Posted by: Patricia Salkin | January 10, 2009

Arizona Appeals Court Invalidates Economic Incentive Agreement as Unconstitutional

On December 23, 2008, the Arizona Court of Appeals, Division I, largely invalidated a March 2007 economic incentive agreement between the City of Phoenix and NPP CityNorth, L.L.C. that authorized the sharing of 50% of the sales tax proceeds generated by the CityNorth development.


The court concluded that almost all of the $97.4 million incentive offered to CityNorth violates the Arizona Constitution’s “Gift Clause” prohibition against donations or subsidies of public funds to private persons. Only the value of 200 parking spaces exclusively set aside for Park & Ride users for which the City agreed to a 2007 market rate value satisfied the Gift Clause analysis. Pending appeal to the Arizona Supreme Court, this decision undermines the use of economic incentive agreements that offer tax reimbursements for the value of anything other than public infrastructure or uses.


The court adopted a three-part test to evaluate the alleged Gift Clause violation, combining analyses from two previous Arizona Supreme Court decisions: Wistuber v. Paradise Valley Unified Sch. Dist. in 1984 and Kromko v. Ariz. Bd. Of Regents in 1986. The test requires the City’s tax sharing agreement to: (1) satisfy a public purpose; (2) provide adequate return or consideration to the public; and (3) not unduly promote private or personal interests.


The court analyzed the five public purposes offered by the City and CityNorth for the tax sharing agreement: financing a parking garage that offered free public parking, including 200 Park & Ride spaces; stimulating economic development; creating new retail uses and employment; developing an urban core; and generating increased tax revenues. The court held that only the 200 Park & Ride spaces had a direct public purpose, provided adequate consideration, and did not unduly promote private interests. In contrast, the court found that the non-exclusive public use of the remaining 2,980 parking spaces did not serve a direct public purpose because the “public” using the garage would be the private customers of CityNorth, parking to do their private business with CityNorth’s retail tenants, with no other direct public benefit.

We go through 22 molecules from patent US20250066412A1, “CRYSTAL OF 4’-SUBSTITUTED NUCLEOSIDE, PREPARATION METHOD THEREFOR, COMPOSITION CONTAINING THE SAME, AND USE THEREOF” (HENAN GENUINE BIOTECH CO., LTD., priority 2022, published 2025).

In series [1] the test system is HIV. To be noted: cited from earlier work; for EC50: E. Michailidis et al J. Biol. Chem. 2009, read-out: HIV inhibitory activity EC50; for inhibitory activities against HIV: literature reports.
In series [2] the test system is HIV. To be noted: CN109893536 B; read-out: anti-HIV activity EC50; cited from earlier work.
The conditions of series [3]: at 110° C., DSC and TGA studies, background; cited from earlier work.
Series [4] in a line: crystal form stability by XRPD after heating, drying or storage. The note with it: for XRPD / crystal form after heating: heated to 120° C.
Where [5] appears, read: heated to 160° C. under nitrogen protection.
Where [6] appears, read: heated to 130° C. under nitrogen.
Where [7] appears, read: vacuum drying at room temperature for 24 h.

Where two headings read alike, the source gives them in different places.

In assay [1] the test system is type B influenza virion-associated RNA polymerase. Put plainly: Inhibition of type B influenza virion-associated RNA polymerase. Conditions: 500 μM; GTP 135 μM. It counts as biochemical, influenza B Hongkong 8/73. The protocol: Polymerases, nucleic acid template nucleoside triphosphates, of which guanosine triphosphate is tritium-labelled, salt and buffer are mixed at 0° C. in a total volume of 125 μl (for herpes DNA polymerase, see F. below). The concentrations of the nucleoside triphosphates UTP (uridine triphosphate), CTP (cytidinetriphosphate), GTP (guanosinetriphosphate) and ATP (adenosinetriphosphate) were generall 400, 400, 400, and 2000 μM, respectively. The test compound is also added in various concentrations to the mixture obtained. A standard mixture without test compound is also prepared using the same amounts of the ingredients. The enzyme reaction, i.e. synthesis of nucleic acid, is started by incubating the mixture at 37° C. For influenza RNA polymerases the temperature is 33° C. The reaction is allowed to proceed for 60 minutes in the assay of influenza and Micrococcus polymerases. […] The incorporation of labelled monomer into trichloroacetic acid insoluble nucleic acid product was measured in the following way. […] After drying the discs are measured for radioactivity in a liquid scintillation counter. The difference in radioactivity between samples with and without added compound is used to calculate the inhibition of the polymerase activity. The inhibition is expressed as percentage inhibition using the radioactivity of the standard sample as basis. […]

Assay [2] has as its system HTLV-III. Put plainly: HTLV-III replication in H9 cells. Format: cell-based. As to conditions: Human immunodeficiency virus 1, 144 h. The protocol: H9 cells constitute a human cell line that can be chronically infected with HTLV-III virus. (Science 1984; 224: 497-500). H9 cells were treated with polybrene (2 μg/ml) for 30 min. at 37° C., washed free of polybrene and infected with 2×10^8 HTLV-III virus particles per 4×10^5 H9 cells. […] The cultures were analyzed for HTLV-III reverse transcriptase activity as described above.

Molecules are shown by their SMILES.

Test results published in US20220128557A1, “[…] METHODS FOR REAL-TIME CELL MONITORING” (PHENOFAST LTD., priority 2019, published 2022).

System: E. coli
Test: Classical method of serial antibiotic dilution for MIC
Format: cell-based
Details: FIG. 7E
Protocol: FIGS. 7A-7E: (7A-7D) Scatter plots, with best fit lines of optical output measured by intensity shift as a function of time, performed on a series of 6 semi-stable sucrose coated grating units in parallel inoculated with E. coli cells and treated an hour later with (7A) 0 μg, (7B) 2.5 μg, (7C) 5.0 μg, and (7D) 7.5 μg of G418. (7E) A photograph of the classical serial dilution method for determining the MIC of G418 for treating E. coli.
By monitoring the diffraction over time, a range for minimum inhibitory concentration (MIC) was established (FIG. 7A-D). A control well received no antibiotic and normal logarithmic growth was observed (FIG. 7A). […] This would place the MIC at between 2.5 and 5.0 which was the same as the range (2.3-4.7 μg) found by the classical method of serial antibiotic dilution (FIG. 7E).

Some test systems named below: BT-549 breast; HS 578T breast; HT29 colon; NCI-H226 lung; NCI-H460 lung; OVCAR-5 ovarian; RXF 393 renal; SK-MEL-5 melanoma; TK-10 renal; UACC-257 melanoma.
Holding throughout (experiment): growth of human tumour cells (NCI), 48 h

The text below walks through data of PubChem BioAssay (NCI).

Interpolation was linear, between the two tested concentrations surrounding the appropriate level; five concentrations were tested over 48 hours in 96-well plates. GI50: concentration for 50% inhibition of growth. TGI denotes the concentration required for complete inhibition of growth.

The court also rejected the four other public purposes (creating economic development, new retail uses and employment, urban core, increased taxes) as “laudable goals” but which fail the private interest prong of the Gift Clause analysis. The court observed that because the City will not own the shopping center or use it to provide City services, the City tax sharing would offer only indirect public benefit. More important, the court determined that City tax revenues that go directly to CityNorth to fund its construction of the shopping center unduly promote CityNorth’s purely private interests.


The court’s invalidation of City funding for all CityNorth development activities except the 200 Park & Ride spaces as unduly promoting CityNorth’s private interests in violation of the Gift Clause will affect both existing and future economic incentive agreements. Such agreements will risk legal challenge unless they limit sales tax sharing to reimbursements for public infrastructure such as Park & Ride facilities, roadways, parks, utilities and other public uses that serve more than the development for which the infrastructure is intended. Public funding justifications that rely on indirect benefits alone—such as economic development, new jobs, or increased tax revenues—may be vulnerable to attack without direct measurable public benefit and minimal private gain.


Turken v. Gordon, 2008 WL 5341030 (Ariz. App. Div. 1, 12/23/2008).


The opinion can be accessed at:


Special thanks to Frank S. Bangs, Jr., Esq. of Lewis and Roca, LLP in Tucson, Arizona for providing this abstract.

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